Sirf Ek Bandaa Kaafi Hai – one man is all it takes. In the case of this film, it’s Manoj Bajpayee.

As a lawyer battling an influential godman accused of raping a minor, Bajpayee is upright, unwavering – and unctuous. The fan boy in Bajpayee’s PC Solanki peeks through when he meets the celebrity advocates who defend the guru, but disappears as soon as he rises to make his arguments.

Apoorv Singh Karki’s film, inspired by the Asaram Bapu case, has other actors too, all of whom do a good job of conveying the delicate subject matter. Written by Deepak Kingrani, Sirf Ek Bandaa Kaafi Hai traces Solanki’s efforts to obtain justice for the teenager who has accused the godman (Surya Mohan Kulshreshta) of rape.

Sirf Ek Bandaa Kaafi Hai (2023). Courtesy Bhanushali Studios Limited/Zee Studios/Suparn S Varma.

The legal drama, which is out on ZEE5, dresses up an already dramatic story. Solanki walks in slow-motion through the corridors of the courthouse, confident that his thorough knowledge of the Protection of Children from Sexual Offences Act that applies to the case will carry the day. The literal sound of drumrolls courses through Solanki’s victories. His overwrought closing speech belongs to a battlefield after a world war has ended, or perhaps even Judgement Day.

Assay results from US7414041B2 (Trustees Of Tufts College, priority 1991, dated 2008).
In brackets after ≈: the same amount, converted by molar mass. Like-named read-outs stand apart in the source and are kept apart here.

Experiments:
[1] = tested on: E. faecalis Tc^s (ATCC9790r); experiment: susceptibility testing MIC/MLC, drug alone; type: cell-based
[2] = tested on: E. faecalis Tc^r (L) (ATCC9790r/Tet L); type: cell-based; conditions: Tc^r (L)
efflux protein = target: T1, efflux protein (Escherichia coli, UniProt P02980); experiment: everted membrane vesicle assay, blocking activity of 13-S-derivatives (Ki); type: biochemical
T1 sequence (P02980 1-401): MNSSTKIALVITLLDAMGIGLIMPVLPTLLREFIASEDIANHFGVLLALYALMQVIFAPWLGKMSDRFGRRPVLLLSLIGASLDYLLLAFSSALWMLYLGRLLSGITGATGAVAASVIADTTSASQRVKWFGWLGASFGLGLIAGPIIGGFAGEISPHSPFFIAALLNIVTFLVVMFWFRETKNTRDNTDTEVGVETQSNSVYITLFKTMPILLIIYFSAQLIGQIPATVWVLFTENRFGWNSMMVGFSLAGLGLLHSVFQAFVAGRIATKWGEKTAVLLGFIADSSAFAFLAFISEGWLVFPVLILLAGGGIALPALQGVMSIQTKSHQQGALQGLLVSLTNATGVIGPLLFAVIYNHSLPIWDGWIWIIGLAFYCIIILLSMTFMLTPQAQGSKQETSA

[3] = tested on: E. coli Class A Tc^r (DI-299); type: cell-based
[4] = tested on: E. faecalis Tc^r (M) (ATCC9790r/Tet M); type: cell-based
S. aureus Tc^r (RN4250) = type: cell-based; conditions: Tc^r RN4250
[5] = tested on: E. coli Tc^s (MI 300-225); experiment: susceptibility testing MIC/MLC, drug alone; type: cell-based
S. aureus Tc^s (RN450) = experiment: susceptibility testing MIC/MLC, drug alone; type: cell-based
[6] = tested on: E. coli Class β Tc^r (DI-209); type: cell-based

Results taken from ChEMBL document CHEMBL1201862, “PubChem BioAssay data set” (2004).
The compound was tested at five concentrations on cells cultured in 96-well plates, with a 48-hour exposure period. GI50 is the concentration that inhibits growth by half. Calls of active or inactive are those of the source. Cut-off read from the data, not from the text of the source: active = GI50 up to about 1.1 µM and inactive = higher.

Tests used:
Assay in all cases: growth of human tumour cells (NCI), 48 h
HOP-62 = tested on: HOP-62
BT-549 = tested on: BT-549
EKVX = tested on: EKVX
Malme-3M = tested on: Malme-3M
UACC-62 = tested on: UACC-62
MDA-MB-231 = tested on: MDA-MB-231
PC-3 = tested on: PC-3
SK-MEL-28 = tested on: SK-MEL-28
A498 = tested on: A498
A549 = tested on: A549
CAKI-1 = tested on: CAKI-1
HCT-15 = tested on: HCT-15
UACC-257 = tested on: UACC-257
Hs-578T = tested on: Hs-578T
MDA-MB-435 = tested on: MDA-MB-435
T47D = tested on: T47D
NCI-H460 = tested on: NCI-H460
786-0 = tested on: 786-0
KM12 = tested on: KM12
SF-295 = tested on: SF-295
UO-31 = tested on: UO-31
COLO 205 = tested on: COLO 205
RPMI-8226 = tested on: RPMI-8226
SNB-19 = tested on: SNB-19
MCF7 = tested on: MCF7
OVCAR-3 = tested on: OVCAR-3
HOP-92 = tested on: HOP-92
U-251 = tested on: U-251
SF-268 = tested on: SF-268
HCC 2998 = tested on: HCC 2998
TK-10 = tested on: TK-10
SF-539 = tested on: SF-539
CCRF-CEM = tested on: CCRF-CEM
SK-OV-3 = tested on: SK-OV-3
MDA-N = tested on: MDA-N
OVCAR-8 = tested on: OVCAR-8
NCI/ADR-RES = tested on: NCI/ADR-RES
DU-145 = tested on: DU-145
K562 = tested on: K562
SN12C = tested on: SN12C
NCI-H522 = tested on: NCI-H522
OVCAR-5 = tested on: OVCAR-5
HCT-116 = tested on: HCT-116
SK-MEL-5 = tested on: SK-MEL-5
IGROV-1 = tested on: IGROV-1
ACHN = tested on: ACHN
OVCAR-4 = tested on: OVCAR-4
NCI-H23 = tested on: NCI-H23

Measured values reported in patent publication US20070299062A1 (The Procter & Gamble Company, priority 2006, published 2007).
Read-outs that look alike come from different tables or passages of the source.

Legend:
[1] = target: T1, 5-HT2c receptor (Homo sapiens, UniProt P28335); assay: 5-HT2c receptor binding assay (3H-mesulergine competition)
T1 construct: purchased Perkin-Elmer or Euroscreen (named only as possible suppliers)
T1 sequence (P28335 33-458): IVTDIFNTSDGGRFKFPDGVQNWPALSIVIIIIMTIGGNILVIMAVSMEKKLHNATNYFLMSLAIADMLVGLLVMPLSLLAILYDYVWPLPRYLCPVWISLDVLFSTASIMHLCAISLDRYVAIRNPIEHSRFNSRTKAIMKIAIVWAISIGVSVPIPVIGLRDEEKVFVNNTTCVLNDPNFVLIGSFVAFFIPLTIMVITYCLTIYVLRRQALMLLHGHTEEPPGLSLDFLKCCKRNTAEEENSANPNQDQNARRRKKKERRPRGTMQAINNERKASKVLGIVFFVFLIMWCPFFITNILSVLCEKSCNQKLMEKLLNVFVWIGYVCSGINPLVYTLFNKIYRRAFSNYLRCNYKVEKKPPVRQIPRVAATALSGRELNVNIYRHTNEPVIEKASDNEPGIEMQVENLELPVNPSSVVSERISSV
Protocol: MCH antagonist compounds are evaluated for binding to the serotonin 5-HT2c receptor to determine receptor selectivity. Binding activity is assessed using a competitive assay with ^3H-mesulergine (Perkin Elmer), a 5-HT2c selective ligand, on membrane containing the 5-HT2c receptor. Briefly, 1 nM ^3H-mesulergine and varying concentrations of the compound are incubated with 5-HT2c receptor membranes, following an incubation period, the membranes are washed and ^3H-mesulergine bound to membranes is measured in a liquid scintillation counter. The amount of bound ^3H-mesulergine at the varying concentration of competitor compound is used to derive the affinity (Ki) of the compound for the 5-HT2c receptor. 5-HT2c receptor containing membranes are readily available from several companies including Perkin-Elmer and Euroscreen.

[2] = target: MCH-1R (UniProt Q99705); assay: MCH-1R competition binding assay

We might better remember Solanki when he is off his pedestal. The grand heroic narrative of one man against powerful forces is easily eclipsed by the more modest moments. While Solanki sticks by his client, the godman has a revolving door of lawyers, each one more pompous than the next.

Their fatuousness – designed to fail, as per the schematic screenplay – invites the slightest curling of the lip from Solanki, that look that says “did you just hear what I heard?” Bajpayee, adept at expressing derision for inferior beings, is superb in these scenes.

The 132-minute movie is determinedly flat despite the momentousness of events. The examination of the cult that gives its leader a sense of criminal entitlement is missing. The sheer burden of proving the rape on the survivor’s family is barely explored. Solanki’s domestic arrangements gets a bit more airing.

The title gives a fair warning. The movie isn’t about the teenager and her family who had the courage to file a police complaint but the crusading lawyer. By casting Bajpayee, the filmmakers ensure that Sirf Ek Bandaa Kaafi Hai reaches its destination efficiently but without quite making an impact.

Sirf Ek Bandaa Kaafi Hai (2023).